17 July 2015

High Brown Fritillaries at Aish Tor: 7, 8 and 9 July

Visited Aish Tor on Dartmoor a few times over the last few days to look for High Brown Fritillary and other butterflies. Sadly, the High Brown Fritillary has declined in Britain by 90% since the 1970s and extinct over 94% of its former range. Categorised as Critically Endangered by the IUCN (one of only two Critically Endangered butterflies in Britain, the other being Large Blue Glaucopsyche arion), south-west England is now the species stronghold. There is some good news though - last year their numbers increased by more than 180% compared to 2013 - a ten year high.

A walk from Aish Tor to Newbridge and back on the 7th produced at least 8 High Brown Fritillary (including a female egg-laying beneath the bracken), 1 Dark Green Fritillary, 1 Painted Lady, 1 Comma, 2 Brimstone, 1 Red Admiral, 2 Small Heath, several Gatekeeper, lots of Meadow Brown and several Ringlet, and lots of unidentified fly-by fritillaries. A single Greater Butterfly-orchid Platanthera chlorantha still in flower beneath the Bracken at Aish Tor was a nice surprise, and 1 Grey Wagtail on the River Dart and a Yellowhammer were the best birds noted.

A quick visit late afternoon on the 8th found just a single High Brown Fritillary, 1 Dark Green Fritillary and a Red Admiral. A few Stonechat and a Yellowhammer were also noted.

Several hours from dawn on the 9th were best for photography, when there was a short window between the fritillaires emerging from the bracken and becoming too warm to settle for long. Along with several High Browns a Silver-washed Fritillary was also seen. Birds noted on the 9th include 2 Raven, 2-3 Bullfinch and 1m Stonechat.

High Brown Fritilary, Aish Tor, 9 July. A worn individual but a shot of the underwing showing the diagnostic ocelli just inside the
outer margin on of hindwing.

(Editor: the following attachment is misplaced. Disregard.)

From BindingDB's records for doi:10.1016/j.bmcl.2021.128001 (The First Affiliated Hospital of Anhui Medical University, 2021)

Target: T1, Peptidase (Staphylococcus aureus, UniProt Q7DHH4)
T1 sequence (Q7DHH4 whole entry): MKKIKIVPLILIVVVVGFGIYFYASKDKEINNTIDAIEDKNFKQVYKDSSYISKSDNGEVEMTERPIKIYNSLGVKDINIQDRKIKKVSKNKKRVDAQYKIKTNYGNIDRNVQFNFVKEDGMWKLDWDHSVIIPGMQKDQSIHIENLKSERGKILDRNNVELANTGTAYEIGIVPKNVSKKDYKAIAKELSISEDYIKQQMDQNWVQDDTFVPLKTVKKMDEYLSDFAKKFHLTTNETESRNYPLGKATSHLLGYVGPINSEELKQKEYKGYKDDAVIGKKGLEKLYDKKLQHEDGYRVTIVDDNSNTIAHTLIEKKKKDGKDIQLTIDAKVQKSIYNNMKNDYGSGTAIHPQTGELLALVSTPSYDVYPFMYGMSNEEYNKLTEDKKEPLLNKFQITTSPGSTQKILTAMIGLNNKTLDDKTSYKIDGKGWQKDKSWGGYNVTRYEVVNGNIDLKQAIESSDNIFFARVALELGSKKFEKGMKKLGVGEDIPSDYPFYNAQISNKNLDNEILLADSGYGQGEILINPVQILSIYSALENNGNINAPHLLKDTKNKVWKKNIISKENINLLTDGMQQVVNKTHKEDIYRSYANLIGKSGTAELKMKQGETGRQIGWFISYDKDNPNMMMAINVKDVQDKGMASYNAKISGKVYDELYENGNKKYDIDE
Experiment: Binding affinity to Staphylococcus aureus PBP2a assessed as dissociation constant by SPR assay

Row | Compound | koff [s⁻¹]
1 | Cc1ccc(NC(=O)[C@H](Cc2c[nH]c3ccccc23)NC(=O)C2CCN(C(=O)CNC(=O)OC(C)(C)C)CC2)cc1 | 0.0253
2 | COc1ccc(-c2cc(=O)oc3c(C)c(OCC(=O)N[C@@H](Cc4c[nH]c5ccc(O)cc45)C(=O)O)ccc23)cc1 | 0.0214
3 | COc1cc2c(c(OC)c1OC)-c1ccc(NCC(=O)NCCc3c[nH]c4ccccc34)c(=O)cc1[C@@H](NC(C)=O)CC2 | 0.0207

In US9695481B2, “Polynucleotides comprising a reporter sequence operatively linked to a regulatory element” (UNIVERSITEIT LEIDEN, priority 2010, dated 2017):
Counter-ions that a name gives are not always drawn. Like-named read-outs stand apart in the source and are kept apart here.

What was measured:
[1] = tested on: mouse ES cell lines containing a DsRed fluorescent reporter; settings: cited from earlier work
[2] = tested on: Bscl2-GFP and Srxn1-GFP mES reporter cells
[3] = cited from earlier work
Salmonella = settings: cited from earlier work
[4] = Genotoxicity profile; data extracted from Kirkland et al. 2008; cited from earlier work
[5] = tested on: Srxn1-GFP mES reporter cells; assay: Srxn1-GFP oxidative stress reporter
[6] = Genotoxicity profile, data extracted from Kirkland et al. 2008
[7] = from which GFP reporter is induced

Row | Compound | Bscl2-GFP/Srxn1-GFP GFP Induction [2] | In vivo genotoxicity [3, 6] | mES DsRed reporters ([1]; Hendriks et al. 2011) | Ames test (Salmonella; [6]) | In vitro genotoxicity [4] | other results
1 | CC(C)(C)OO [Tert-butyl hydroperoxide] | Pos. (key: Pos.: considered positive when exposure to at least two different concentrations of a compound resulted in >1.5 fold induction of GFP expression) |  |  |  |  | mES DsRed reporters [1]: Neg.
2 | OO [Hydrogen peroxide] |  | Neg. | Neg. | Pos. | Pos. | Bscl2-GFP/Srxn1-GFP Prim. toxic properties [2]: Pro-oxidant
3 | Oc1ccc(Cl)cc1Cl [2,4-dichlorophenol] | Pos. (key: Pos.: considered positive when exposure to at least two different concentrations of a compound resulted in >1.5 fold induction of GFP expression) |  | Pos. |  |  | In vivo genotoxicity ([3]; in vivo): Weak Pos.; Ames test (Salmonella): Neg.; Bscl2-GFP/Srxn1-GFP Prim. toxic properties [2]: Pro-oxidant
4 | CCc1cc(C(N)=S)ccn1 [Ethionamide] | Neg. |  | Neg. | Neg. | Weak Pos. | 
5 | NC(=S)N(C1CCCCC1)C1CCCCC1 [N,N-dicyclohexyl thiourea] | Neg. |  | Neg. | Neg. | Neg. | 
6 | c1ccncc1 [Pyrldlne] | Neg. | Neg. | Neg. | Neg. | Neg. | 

High Brown Fritillary, Aish Tor, 9 July

High Brown Fritillary, Aish Tor, 9 July. Note the missing third dot from the apex on the forewing on this one (compare with above).
Saw a few like this - an aberration perhaps?

Female High Brown Fritillary egg-laying, Aish Tor, 7 July

10 July 2015

Western Bee-fly: 10 July

Spent some time watching Western Bee-flies Bombylius canescens, at Chudleigh Knighton Heath Devon Wildlife Trust reserve today. Found a colony of around five or six that were firing eggs into the nest burrows of their host mining bee species. Not still for a second, these are darn tricky to photograph! All were females as far as I could see (eyes do not meet at the top).

Female Western Bee-fly Bombylius canescens firing eggs into the nest hole of a mining bee by flicking their abdomen downwards,
Chudleigh Knighton Heath, 10 July

A bee-fly's view of the target - a mining bee burrow entrance, Chudleigh Knighton Heath, 10 July

Two or three were often depositing eggs into the same mining bee nest at a time

They periodically collect dust from bare patches of soil with the tip of their abdomen, to coat each egg to give it extra weight to help it
reach it's target

You can clearly see the 'basket' of dust and soil collected on the tip of the abdomen in this shot

They spent very little time resting. Note the dark femora as well as the dark bristles amongst the pale hairs behind the eyes which
help distinguish from the even rarer Heath Bee-fly Bombylius minor.

Western Bee-fly is a very scarce species, mainly restricted to south-west England, south Wales and eastern Ireland. They fly from May to August.